US-based impact investor The Rockefeller Foundation has committed US$1 billion over the next three years to catalyze a more inclusive, green recovery from the Covid-19 pandemic. Green power and increased healthcare access are the focus areas for the new investment.
Collaborating with global investors, international organizations, and governments, the Foundation will focus on driving public-private investment in scaling distributed renewable energy across developing countries in Africa, Asia and Latin America.
“There’s no going back to the past, to before-Covid. We need to reimagine the future we want,” said Dr Rajiv J. Shah, President of the Rockefeller Foundation. “To meet this moment, we must leverage all our resources and relationships to build an equitable, sustainable future, where everyone has the opportunity to realize their full potential and climate disaster is avoided.”
Notably, the energy accessibility gap has further widened because of the pandemic.
According to the Foundation, more than 800 million people worldwide lacked access to electricity before the pandemic. Billions more have their potential diminished by unreliable or insufficient energy access, predominantly provided by carbon-emitting fuels.
This year alone, more than 100 million people saw their electricity access severed because they couldn’t pay their bills during the pandemic, it stated.
Distributed PV potential
The Foundation noted that as a result of pioneering breakthroughs in distributed renewable energy technologies, it is now possible to end energy poverty in ten years without accelerating carbon emissions.
Compared to conventional grid-based electrification, scaling these technologies to provide green energy to half a billion people would save 1.5 billion tons of CO2 emissions over the next decade.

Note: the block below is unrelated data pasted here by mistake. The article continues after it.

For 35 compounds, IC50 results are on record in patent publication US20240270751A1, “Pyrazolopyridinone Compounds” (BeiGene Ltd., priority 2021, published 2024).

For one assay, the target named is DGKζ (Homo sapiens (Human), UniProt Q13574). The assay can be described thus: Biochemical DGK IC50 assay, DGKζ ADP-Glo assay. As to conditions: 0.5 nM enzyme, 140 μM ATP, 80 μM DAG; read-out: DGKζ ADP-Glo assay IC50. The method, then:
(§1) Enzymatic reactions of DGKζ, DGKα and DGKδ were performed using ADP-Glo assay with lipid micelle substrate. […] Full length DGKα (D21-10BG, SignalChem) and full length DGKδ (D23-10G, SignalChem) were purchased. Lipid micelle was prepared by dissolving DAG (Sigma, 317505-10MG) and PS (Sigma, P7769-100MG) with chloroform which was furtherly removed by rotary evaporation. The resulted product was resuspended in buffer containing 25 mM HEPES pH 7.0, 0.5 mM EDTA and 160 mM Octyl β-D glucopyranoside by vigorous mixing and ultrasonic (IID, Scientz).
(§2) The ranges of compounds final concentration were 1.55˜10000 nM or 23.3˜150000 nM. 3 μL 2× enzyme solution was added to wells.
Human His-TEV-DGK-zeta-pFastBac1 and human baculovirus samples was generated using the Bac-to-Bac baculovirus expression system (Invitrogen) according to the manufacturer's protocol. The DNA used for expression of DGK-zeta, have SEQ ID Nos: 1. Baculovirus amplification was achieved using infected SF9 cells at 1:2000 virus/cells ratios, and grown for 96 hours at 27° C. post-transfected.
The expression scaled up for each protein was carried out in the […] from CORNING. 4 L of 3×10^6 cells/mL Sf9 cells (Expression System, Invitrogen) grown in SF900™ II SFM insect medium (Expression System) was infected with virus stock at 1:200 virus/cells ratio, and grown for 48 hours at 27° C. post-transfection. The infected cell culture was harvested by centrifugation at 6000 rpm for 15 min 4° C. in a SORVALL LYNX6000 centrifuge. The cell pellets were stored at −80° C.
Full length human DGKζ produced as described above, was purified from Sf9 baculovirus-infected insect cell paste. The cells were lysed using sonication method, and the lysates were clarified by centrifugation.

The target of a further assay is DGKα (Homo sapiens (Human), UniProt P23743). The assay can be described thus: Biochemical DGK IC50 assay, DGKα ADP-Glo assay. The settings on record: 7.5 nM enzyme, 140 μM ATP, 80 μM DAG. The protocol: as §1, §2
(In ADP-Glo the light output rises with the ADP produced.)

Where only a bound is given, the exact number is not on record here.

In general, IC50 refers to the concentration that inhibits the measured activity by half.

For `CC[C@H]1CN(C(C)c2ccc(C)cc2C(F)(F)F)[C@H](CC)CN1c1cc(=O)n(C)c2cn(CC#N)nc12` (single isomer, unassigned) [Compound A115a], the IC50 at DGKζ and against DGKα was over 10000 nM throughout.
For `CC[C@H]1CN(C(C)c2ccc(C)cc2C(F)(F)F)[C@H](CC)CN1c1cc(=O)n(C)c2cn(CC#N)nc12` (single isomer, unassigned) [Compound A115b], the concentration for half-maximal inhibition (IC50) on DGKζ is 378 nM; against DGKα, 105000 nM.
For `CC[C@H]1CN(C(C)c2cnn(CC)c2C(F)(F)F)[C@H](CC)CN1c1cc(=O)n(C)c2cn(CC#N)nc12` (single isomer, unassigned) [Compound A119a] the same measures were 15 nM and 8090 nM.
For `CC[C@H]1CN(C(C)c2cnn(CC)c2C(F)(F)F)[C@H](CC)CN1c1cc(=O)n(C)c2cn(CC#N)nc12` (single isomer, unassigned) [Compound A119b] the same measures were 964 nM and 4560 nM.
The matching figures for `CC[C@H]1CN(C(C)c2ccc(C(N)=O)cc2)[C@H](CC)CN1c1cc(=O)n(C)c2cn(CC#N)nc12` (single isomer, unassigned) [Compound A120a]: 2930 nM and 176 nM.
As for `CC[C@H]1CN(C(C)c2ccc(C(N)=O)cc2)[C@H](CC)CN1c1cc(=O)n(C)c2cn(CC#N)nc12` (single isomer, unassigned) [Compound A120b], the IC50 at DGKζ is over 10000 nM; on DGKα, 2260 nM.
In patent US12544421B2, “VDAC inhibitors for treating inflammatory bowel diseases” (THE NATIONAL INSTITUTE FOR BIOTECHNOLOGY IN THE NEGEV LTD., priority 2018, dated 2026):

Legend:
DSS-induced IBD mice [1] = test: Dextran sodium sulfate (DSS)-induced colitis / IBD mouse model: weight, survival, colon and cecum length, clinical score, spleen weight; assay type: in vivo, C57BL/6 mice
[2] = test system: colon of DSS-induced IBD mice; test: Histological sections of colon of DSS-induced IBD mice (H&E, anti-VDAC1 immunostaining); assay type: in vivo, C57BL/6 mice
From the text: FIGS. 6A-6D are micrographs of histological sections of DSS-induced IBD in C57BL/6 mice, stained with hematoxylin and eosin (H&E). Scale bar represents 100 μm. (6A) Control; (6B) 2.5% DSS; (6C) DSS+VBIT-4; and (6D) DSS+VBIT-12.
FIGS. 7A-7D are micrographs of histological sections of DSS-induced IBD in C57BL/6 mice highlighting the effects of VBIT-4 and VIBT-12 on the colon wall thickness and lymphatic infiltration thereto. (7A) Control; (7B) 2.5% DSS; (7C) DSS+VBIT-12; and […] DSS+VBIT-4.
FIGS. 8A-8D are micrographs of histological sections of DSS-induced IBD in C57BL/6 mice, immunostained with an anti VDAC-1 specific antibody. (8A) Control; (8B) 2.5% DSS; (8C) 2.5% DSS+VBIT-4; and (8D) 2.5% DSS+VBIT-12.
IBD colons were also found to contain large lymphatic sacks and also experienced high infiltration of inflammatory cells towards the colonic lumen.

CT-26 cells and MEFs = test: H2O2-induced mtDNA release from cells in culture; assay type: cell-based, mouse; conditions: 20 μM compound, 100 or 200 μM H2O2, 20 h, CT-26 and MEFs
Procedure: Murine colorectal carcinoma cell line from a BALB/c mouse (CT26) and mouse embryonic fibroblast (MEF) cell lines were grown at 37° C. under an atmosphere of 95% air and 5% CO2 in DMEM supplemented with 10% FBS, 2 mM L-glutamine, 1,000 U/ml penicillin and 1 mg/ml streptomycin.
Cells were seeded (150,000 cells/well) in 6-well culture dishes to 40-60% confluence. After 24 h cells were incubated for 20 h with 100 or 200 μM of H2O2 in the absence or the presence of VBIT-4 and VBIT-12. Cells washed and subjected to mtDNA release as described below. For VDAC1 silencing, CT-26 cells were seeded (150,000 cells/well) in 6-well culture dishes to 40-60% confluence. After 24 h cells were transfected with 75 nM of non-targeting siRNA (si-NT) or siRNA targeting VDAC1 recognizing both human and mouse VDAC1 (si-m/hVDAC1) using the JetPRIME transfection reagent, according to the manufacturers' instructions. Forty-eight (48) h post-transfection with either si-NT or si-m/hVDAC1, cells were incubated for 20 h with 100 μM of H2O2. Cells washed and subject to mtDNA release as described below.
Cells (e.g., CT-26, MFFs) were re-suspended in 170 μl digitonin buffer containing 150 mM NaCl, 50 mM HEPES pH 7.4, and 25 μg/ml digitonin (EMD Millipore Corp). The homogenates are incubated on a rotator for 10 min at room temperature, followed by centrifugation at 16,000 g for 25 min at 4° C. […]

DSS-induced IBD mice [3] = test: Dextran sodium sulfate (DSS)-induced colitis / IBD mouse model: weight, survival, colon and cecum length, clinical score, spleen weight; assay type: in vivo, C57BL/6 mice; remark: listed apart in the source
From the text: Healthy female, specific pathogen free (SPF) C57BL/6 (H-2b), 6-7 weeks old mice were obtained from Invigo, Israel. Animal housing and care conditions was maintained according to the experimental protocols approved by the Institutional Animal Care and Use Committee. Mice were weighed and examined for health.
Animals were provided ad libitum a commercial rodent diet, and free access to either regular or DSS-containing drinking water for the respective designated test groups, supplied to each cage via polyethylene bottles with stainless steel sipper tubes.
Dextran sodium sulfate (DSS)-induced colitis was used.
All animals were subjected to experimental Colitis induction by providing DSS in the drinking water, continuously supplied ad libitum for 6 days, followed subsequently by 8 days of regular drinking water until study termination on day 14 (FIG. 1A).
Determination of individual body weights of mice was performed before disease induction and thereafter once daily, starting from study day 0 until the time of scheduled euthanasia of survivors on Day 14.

“Access to energy can also boost the irrigation, crop yields, and productivity of local agriculture. Farmers can further protect crop values with cold storage or increase their returns with post-harvest processing,” it stated.
The Foundation, in partnership with integrated power company Tata Power, is already working on a billion-dollar investment plan to set up microgrids based on renewable energy across India.
“Over the past decade, our Smart Power Initiative’s investments have improved the lives of almost 500,000 people in India, Myanmar, and parts of sub-Saharan Africa, so we know this can work,” said Ashvin Dayal, Senior Vice-President of the Power & Climate Initiative at The Rockefeller Foundation.
“By refining the business case for distributed renewable electrification and deepening our technical knowledge of mini-grid systems and their impact on people’s lives and livelihoods, we paved the way for the launch of a partnership with Tata Power, TP Renewable Microgrid. This effort is expected to invest $1 billion by 2026, deploying up to 10,000 mini grids that will provide clean energy to 5 million households, create 10,000 new green jobs, support 100,000 rural enterprises, deliver irrigation to 400,000 farmers, and in total, provide access to reliable power for more than 25 million people across the communities they serve.”
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